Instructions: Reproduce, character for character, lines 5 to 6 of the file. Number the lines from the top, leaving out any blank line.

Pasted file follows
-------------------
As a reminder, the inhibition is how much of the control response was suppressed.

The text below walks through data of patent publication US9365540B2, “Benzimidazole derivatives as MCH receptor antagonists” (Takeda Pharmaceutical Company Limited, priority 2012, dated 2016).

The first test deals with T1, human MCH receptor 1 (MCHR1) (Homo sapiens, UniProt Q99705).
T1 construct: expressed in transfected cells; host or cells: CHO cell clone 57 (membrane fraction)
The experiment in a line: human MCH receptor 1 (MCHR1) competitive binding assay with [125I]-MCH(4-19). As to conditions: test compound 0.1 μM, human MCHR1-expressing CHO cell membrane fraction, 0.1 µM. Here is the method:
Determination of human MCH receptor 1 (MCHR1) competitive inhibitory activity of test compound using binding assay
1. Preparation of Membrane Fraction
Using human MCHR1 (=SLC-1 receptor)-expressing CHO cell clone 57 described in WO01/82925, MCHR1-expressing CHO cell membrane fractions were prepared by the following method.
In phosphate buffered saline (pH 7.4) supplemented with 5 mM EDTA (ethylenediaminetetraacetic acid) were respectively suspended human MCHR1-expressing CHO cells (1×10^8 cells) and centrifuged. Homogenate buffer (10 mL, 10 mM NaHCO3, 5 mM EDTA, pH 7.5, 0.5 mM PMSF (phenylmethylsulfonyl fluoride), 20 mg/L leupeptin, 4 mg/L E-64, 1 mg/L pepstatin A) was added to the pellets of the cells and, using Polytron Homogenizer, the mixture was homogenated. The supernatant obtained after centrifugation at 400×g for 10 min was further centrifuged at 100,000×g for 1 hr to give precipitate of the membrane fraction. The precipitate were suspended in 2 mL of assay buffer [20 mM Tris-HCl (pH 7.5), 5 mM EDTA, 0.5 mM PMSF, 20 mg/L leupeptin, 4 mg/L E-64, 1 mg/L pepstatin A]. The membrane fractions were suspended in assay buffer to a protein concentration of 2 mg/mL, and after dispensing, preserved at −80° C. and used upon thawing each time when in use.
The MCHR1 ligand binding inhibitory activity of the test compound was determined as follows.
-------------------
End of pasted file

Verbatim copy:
The experiment in a line: human MCH receptor 1 (MCHR1) competitive binding assay with [125I]-MCH(4-19). As to conditions: test compound 0.1 μM, human MCHR1-expressing CHO cell membrane fraction, 0.1 µM. Here is the method:
Determination of human MCH receptor 1 (MCHR1) competitive inhibitory activity of test compound using binding assay